With a teammate in the penalty box, Mayasich could take the puck, and waltz and weave around the rink without ever passing or losing the puck, until the penalty had been killed.
In the middle of the 1952-53 hockey season, the Golden Gophers trailed conference-leading North Dakota, 7-1, heading into the third period of a critical Midwest Conference matchup. Suddenly inspired, Minnesota rattled off four goals in the final period, two by a budding sophomore superstar named John Mayasich, giving him a hat trick for the game. Minnesota lost that game 7-5, but the third-period rally served as a springboard for the rest of the season. Subsequently, Mayasich and his teammates won 10 consecutive games, including three over UND and two over Michigan. The Gophers stole the Midwest Conference Championship, and went all the way to the NCAA Championship game in Colorado Springs before losing a heartbreaker to Michigan.
This was the dawn of modern Minnesota hockey, and John Mayasich led the way. Looking back, Coach John Mariucci once put it this way: “John brought college hockey to a new plateau. He was the Wayne Gretzky of his time. And today if he were playing pro hockey, he would simply be a bigger, stronger, back-checking Gretzky.”
The Eveleth native was a wizard on the ice. A velvety-smooth skater, he had a sixth sense for how a goalie was going to move. He was the first collegiate puckster to develop a slap shot, a weapon that made opposing coaches fear for the health of their players. With a teammate in the penalty box, Mayasich could take the puck, and waltz and weave around the rink without ever passing or losing the puck, until the penalty had been killed. But he was a great passer, as well. In fact, he was often criticized for passing too much.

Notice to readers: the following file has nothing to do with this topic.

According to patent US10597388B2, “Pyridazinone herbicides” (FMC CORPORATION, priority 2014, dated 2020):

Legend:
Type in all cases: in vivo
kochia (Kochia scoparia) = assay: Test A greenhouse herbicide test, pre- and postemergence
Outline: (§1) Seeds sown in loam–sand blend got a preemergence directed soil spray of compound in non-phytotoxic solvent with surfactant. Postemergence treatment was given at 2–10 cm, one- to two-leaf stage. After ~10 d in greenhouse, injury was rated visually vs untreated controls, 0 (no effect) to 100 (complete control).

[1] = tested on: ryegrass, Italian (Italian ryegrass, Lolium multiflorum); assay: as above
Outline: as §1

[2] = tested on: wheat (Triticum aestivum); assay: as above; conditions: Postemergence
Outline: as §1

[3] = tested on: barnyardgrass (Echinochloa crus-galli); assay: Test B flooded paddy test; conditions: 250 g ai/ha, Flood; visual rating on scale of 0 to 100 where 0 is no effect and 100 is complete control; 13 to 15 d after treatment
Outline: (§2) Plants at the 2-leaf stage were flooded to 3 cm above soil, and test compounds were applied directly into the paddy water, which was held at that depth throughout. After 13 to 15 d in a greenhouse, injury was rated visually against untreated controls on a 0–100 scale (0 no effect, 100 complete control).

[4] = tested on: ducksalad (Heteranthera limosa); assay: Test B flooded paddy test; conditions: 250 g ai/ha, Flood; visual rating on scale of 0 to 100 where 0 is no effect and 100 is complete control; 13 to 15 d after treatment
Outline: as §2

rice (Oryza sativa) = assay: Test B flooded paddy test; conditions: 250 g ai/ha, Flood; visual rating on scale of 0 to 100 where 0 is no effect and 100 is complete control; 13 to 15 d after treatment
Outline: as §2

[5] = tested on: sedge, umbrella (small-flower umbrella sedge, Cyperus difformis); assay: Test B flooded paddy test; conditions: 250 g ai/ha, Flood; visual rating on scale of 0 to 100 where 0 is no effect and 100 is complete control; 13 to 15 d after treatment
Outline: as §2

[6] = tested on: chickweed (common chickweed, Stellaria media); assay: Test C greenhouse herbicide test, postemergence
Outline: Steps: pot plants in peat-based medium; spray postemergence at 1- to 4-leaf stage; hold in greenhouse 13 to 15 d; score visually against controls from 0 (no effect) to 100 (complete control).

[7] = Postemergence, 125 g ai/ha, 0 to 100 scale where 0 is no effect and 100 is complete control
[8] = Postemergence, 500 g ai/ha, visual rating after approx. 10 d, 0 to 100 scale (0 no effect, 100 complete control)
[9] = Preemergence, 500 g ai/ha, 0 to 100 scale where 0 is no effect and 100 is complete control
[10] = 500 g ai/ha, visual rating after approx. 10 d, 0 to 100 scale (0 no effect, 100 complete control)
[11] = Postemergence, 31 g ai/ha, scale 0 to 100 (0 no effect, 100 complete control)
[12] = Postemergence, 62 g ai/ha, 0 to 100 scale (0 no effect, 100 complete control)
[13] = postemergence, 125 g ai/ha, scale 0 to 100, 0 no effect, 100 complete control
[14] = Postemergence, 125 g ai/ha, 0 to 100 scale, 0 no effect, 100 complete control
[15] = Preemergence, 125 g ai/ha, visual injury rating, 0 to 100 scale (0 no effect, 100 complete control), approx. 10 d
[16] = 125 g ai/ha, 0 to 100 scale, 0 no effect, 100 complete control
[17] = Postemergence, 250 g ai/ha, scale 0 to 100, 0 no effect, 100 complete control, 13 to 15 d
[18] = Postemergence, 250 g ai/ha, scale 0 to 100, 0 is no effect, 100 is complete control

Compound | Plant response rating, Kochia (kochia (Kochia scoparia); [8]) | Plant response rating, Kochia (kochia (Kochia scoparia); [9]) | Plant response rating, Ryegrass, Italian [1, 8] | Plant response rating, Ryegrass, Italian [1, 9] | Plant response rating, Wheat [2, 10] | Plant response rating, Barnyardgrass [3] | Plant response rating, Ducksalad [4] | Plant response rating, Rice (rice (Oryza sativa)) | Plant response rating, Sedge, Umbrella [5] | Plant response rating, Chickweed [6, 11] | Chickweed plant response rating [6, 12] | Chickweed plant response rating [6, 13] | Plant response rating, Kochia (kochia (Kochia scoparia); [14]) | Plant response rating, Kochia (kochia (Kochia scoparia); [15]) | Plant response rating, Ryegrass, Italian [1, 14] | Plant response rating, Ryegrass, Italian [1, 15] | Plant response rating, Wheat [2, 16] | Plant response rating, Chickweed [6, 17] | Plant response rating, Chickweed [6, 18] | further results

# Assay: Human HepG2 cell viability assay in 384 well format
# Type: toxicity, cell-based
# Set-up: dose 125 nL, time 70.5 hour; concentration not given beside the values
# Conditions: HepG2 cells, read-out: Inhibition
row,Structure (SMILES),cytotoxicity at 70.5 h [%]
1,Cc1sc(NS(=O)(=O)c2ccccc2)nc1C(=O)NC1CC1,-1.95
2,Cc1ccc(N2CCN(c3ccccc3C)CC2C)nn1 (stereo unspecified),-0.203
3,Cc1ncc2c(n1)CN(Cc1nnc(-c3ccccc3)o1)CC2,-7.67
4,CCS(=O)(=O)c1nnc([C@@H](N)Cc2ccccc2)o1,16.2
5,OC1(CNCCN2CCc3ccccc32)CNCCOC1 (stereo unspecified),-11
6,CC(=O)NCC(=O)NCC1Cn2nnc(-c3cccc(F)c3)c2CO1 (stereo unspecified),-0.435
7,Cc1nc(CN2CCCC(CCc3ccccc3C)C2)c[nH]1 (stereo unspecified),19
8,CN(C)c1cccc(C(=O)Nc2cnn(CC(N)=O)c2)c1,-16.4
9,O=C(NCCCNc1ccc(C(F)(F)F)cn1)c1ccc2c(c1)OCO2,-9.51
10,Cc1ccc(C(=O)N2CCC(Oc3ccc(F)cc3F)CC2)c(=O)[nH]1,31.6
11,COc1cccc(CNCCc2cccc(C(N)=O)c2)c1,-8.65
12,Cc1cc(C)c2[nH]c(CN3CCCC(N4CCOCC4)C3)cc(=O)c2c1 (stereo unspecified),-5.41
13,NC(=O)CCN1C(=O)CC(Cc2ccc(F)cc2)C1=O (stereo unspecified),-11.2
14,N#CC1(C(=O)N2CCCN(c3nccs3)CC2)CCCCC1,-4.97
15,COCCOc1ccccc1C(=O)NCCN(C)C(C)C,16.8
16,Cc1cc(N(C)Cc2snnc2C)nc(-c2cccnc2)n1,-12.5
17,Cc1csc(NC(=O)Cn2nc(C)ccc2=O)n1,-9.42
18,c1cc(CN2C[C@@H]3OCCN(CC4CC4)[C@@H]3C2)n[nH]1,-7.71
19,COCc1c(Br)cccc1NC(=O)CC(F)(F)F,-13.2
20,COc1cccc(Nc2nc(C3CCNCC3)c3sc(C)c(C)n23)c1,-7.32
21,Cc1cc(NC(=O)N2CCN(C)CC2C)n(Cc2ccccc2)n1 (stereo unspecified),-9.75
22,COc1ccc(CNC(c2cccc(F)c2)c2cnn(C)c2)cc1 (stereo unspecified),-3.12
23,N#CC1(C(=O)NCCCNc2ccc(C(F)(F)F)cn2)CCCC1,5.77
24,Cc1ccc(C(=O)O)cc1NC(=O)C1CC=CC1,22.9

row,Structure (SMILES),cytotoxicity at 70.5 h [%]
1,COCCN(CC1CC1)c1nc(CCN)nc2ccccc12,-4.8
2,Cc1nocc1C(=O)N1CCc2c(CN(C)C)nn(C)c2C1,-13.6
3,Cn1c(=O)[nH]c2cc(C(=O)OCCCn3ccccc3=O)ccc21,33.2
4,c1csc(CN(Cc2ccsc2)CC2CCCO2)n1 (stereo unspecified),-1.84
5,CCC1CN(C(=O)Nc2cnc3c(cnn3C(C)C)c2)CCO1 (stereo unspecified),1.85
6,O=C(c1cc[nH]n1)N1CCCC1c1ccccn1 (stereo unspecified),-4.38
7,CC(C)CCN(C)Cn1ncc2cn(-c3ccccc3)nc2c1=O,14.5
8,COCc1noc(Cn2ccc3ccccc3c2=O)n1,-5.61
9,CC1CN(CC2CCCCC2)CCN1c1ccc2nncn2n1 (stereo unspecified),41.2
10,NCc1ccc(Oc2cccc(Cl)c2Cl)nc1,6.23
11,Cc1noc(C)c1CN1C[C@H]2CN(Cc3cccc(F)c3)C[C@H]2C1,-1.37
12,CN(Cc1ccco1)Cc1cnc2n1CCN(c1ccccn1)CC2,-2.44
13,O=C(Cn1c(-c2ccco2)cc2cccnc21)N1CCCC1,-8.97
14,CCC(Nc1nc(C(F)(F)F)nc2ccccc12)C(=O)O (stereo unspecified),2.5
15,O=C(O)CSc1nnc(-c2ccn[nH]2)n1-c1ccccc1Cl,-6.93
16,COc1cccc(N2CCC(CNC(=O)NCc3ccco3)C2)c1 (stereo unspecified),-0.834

That he was criticized at all is difficult to believe, when you consider that, in his career, he tallied Golden Gopher hockey bests of 298 career points and 144 goals. His totals work out to an amazing average of 1.4 goals and nearly three points per game. To put the totals in perspective, the next Minnesota player on the career goal-scoring list, Pat Micheletti, has 24 fewer goals despite playing in 51 more games. Looking at it another way, Micheletti, in his 162 games, would have had to total 435 points (166 more than his career total) just to match Mayasich’s per-game average!
The Iron Ranger is also in the Minnesota record books for most goals and most points in a single game. He scored an amazing six goals against Winnipeg his senior year, and tallied eight points against fierce conference rival Michigan that same season.
Mayasich received numerous honors during his hockey life, including being the first Minnesotan to be voted into the national high school athletic Hall of Fame in leading his Eveleth High School team to four straight state tournament championships. He was also a multiple collegiate All-American. But his greatness as an athlete was matched only by his humility. When he found himself in the limelight, he never failed to share the credit with his teammates and coaches.
Because of military obligations and the lack of professional opportunities, Mayasich did not turn pro after his collegiate career. But he did put on the Red, White and Blue for two Olympic teams and several national squads. In 1956, he joined a host of Minnesotans in traveling to the Winter Olympic Games in Italy and surprising the world by taking a silver medal. Against Canada, which had won seven of the eight gold medals up to that point, Mayasich played the game of his life. He convinced his teammates that the game was winnable by scoring two goals in the first period, and completed the hat trick before the unbelievable 4-1 victory was accomplished.
He was also a key player on the United States Olympic “Team of Destiny” in 1960. In the game against the Russians, Mayasich made several key defensive plays, covering or poking away the puck when the Soviets were in position to score. The U.S. held on for the win, marking the first time an Olympic hockey team had beaten the mighty Russians, and giving the Americans their first hockey gold medal ever.
John Mayasich was arguably the best player ever to don the Maroon and Gold sweater, and one of the best players in this country to ever lace up skates. But the man of many words, John Mariucci, probably put it best. “The words to describe the boy haven’t been invented,” said Mariucci. “When I say he’s the best, that’s totally inadequate.”
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